Edge Codes: The Art of Motion Picture Editing

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3 thoughts on “Edge Codes: The Art of Motion Picture Editing”

  1. This film is profound No date on the streaming info, but it did seem dated. The resolution was not good, either, which impacted the great films that were discussed, as they were limited by the definition of the doc. Other than that, it is a fairly dry investigation of the essence, conventions, history, and tech of editing. I enjoy technical things so it was right up my alley but for others, this may not be so. George Lucas was the most famous editor/director interviewed, and while he is often a talking head in…

  2. A Fine Documentary Some other reviewers have commented on the technical aspects of editing being well- or poorly described. But the real impact here is not how the material is being covered, but the implications of the film editor’s manipulation of reality. As you watch, you learn the secrets of visual rhetoric like you’d learn the mechanics of logic itself, all leading very nicely to the questions well posed (and reflected upon) in the summation: “What is truth?” and “How is it being created?”For…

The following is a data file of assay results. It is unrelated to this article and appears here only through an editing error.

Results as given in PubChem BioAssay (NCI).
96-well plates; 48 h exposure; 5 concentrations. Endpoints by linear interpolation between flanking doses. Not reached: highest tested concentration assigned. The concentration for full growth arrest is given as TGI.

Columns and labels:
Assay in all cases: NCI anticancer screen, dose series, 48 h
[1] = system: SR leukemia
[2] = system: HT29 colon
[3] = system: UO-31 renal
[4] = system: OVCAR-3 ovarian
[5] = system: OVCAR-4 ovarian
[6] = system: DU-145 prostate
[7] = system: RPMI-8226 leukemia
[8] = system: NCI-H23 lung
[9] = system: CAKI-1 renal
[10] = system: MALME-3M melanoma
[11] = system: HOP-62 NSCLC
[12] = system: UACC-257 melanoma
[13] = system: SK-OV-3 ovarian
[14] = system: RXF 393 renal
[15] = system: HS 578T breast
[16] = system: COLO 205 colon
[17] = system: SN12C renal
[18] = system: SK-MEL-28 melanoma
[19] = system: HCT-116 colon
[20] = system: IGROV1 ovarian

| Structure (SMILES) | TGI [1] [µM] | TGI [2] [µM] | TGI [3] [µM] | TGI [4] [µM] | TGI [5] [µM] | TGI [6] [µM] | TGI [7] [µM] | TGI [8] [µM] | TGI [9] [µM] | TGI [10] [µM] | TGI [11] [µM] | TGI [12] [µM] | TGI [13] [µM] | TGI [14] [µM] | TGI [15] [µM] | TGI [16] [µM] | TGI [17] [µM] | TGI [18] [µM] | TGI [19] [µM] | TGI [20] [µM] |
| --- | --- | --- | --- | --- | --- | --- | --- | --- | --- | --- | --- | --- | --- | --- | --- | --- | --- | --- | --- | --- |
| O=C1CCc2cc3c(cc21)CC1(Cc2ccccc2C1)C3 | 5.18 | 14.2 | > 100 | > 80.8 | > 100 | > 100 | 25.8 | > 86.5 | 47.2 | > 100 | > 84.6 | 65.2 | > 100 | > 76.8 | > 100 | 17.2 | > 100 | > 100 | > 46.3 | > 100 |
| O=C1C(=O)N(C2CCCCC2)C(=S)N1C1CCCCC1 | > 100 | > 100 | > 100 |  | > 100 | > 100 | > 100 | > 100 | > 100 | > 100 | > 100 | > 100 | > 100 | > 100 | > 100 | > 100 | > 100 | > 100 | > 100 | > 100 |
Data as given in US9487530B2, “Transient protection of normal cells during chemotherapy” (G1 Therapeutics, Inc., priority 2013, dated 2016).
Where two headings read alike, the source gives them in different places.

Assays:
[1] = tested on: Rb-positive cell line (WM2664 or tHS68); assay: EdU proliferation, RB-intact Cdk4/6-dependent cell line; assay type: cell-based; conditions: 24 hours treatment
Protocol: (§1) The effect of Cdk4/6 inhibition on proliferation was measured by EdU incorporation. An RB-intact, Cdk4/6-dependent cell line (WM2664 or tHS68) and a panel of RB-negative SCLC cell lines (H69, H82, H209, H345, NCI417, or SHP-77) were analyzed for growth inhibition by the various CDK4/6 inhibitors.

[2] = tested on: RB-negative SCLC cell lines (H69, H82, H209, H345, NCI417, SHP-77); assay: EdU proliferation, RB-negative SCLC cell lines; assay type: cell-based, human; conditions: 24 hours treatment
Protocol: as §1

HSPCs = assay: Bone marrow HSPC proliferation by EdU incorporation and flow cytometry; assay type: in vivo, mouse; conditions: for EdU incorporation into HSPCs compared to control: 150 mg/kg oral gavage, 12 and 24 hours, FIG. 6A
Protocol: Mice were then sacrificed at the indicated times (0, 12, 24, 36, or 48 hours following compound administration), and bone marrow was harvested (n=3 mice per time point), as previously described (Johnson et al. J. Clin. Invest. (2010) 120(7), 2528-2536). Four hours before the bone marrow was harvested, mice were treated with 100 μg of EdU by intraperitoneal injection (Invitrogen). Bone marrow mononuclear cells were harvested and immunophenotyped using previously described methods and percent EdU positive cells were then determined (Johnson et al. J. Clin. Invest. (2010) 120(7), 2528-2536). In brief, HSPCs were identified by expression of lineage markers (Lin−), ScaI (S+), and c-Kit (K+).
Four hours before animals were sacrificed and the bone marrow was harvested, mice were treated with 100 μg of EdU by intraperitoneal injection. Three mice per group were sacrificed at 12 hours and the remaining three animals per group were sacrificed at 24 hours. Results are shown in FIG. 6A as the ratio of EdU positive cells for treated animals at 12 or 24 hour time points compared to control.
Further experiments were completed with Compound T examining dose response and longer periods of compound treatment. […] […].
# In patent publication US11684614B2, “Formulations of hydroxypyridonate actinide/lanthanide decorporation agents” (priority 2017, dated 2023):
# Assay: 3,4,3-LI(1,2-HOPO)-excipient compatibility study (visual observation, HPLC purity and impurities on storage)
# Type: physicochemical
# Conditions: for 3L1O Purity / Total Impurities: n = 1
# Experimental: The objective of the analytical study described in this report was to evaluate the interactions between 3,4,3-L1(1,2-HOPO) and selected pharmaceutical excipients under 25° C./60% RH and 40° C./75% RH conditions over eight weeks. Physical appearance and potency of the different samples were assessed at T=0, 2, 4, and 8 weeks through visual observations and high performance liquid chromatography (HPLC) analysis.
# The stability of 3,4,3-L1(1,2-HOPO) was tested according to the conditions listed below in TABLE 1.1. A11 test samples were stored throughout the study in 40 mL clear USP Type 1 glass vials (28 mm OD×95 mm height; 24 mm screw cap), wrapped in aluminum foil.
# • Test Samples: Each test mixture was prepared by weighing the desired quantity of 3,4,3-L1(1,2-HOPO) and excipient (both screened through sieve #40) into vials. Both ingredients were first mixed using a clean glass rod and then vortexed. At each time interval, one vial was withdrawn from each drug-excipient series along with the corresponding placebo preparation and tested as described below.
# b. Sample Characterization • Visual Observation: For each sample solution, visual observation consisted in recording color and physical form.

3. This is a great documentary for anyone interested in behind the scenes knowledge of movies or video. Oddly titled, Edge Codes (a term normally associated with the codes on the edge of film stock that provide the date the film was made) is all about the movie and video technique of editing – how a film is “built” rather than shot. The use of extremely sophisticated, complex and rapid cuts makes this a bit hard on the eyes at times, but it is a showcase for the editor’s technical art as…

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